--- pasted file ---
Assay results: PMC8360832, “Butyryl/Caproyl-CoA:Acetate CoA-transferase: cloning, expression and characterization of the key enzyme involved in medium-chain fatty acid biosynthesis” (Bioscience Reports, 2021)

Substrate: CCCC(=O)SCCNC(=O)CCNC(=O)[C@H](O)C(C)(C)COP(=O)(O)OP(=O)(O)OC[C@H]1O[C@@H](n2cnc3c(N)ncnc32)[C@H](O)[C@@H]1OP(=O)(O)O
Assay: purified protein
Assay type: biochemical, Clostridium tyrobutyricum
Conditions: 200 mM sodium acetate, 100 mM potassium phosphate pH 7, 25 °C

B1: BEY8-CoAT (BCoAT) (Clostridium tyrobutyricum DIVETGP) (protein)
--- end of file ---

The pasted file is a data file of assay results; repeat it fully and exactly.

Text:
Assay results: PMC8360832, “Butyryl/Caproyl-CoA:Acetate CoA-transferase: cloning, expression and characterization of the key enzyme involved in medium-chain fatty acid biosynthesis” (Bioscience Reports, 2021)

Substrate: CCCC(=O)SCCNC(=O)CCNC(=O)[C@H](O)C(C)(C)COP(=O)(O)OP(=O)(O)OC[C@H]1O[C@@H](n2cnc3c(N)ncnc32)[C@H](O)[C@@H]1OP(=O)(O)O
Assay: purified protein
Assay type: biochemical, Clostridium tyrobutyricum
Conditions: 200 mM sodium acetate, 100 mM potassium phosphate pH 7, 25 °C

B1: BEY8-CoAT (BCoAT) (Clostridium tyrobutyricum DIVETGP) (protein)